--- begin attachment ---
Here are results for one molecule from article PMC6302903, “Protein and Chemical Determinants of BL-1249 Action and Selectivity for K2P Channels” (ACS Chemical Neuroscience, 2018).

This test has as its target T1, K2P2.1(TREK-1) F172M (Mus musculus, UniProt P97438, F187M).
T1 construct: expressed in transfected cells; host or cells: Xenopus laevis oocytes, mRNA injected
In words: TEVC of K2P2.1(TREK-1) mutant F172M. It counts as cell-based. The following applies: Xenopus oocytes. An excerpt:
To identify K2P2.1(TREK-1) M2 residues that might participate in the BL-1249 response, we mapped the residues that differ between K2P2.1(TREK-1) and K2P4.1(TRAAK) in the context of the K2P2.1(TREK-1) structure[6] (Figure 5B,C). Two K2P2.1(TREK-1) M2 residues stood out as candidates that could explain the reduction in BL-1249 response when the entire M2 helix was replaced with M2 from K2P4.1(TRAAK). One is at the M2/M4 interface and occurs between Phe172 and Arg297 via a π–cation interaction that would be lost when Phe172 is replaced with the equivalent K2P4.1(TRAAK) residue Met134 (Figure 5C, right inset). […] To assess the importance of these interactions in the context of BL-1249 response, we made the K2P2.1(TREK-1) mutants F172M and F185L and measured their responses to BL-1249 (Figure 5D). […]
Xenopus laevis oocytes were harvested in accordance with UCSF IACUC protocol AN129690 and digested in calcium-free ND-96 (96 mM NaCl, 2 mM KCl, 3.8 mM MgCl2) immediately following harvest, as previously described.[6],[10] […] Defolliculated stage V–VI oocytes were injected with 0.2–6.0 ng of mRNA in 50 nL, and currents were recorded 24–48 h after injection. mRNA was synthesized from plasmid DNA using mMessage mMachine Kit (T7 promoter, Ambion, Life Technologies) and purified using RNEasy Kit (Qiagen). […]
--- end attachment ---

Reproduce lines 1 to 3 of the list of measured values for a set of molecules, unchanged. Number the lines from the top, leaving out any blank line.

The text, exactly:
Here are results for one molecule from article PMC6302903, “Protein and Chemical Determinants of BL-1249 Action and Selectivity for K2P Channels” (ACS Chemical Neuroscience, 2018).

This test has as its target T1, K2P2.1(TREK-1) F172M (Mus musculus, UniProt P97438, F187M).
T1 construct: expressed in transfected cells; host or cells: Xenopus laevis oocytes, mRNA injected